You've only 8 tracks, but you're yer average band with drums, bass ,two geetars and a drunken singer....and you want room for other samples,solos n'stuff.
Here's how to do it best.
Record your drums as follows:
3. Overhead L
4. Overhead R
5 Guitars and bass all onto 1 track as a guide
6. Vocals as guide
Then, when it's all done, you can EQ kick and snare and bounce down the 4 drum tracks onto 7 and 8, experimenting until the mix of the drums sounds right.
You can also put a bit of reverb onto the snare....keep it short, no more than a 1.5 second decay time, with maybe 50 ms of predelay.
On NO account put reverb onto the kick drum.
You should then have yer full stereo drum track, so wipe the 4 individual drum tracks, and start overdubbing, bass first, then guitars onto these tracks.
I've laid it out as above in case it's an 8 track tape machine, as opposed to digital.
If you tried to bounce the drum tracks onto 5 and 6 you'll get feedback from the record heads...and the kick on track 1 because tracks at the edge sometimes lose high frequencies, and the kick doesn't utilise too many.
You can record the guitars and bass at the same time if you can do one of these:
1. Take the bass straight in thru the desk via a DI box.
2.Have them miked up in different rooms so they don't intrude on the drum sound.
3. The guitar amps have a headphone or DI output you can take straight to the desk.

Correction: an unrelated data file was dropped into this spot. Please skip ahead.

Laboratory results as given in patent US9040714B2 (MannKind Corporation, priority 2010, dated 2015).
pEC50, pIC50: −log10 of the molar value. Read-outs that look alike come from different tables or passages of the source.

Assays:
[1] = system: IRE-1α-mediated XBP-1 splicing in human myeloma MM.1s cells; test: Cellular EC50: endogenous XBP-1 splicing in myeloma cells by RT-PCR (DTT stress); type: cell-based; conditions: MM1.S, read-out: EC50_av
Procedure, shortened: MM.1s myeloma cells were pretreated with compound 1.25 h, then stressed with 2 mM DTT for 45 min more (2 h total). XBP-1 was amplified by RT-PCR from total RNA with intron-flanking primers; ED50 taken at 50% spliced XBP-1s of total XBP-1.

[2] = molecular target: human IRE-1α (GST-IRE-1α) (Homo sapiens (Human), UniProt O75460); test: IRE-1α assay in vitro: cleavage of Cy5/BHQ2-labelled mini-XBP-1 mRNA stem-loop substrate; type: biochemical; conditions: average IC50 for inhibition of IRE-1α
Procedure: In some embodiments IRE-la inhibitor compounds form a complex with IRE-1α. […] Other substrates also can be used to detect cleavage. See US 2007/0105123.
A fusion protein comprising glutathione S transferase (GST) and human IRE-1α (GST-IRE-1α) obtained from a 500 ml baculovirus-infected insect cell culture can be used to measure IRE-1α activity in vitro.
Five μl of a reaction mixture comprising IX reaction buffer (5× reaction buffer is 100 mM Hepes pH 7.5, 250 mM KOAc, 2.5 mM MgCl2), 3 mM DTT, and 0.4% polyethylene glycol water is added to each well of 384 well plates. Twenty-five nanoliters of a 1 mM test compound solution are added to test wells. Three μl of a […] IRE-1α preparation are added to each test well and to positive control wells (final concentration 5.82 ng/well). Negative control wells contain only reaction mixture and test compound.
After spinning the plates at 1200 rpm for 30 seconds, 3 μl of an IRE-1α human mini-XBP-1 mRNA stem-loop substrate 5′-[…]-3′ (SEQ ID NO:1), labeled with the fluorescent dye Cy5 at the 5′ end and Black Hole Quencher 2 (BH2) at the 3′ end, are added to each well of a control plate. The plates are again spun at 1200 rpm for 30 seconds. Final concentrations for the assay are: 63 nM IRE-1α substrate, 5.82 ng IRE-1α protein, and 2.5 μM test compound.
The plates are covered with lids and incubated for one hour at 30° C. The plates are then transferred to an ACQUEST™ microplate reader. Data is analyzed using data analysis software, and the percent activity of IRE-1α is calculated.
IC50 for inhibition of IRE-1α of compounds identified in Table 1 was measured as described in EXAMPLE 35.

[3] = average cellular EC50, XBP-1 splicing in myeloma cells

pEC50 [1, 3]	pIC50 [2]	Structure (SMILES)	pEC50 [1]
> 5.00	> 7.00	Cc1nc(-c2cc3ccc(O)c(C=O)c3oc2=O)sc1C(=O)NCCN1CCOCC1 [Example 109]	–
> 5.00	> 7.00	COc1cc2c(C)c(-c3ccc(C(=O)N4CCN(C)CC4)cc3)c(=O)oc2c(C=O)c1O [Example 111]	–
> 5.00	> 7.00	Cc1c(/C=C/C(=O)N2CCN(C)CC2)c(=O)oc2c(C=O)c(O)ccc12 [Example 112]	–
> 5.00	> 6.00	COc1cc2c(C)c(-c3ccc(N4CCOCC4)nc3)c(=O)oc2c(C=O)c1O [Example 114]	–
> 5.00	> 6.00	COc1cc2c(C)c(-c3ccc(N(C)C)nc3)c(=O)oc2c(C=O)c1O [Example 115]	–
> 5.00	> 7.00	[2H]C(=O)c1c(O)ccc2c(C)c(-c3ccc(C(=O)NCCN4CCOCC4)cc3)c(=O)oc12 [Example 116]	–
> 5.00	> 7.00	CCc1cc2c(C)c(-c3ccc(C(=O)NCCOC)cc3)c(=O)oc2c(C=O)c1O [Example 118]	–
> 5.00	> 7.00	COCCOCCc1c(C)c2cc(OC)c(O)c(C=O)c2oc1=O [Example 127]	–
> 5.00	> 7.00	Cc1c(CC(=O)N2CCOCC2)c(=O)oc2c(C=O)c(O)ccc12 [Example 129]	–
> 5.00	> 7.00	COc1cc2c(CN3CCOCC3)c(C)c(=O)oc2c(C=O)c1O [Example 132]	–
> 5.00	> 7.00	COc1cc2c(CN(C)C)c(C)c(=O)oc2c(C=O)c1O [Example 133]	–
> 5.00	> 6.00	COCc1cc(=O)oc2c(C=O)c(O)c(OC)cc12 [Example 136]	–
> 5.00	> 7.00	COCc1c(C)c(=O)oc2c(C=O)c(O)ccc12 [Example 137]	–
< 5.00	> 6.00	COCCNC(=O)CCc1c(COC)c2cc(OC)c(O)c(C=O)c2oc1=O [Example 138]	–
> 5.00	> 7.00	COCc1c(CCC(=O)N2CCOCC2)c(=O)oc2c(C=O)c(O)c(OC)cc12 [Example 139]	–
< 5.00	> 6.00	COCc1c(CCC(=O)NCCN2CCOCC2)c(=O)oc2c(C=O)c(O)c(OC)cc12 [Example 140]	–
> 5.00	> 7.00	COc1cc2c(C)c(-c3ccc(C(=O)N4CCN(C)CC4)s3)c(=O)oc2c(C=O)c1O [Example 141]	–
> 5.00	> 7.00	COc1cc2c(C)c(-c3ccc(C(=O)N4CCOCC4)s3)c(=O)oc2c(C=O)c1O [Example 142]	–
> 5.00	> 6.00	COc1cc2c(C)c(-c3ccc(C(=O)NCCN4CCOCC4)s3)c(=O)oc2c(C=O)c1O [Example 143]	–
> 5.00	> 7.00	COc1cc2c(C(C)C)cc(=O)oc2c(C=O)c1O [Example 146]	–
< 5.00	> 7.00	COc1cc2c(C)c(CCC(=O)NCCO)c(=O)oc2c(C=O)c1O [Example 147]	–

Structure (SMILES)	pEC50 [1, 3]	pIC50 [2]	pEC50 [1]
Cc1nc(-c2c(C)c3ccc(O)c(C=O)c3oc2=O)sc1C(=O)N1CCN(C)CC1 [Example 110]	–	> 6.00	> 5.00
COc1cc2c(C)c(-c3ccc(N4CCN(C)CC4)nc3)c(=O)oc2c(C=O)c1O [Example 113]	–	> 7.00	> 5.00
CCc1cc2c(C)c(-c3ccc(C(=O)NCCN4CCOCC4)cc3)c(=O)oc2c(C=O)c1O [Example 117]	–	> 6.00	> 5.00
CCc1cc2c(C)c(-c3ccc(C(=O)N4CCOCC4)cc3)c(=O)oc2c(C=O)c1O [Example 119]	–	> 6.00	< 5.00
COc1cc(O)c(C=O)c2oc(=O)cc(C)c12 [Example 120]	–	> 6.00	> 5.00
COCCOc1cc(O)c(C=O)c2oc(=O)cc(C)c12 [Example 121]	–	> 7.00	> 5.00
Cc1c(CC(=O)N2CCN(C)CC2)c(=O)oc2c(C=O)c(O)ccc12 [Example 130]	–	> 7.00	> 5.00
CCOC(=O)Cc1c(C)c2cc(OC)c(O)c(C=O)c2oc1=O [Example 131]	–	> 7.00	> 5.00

4. You're using PODs or similar to record with.
If not, the best thing is just to take the guitars and bass into the desk directly, after using whatever distortion pedals you have. It'll sound horrendously fuzzy...the bass won't be quite so bad.....but it'll do to give you a rough guide to get the drums down with.Then you can do the REAL guitars and bass onto their individual channels.
Remember,though...everyone'll have to use headphones.
Getting the sound you want will take time and experimentation.
Multitrack as many guitars as you can for a bigger sound.
For example...get your first guitarist to play his rhythm track, then put the guitar out of tune and tune it up by ear...NOT by a tuner...the difference in tuning between the first guitar part and the second will make them sound very full. Change the EQ and distortion a bit, then record again on another track. Take the two guitar tracks and bounce them down to one.
If your second guitarist does the same, you'll end up with a much bigger sound.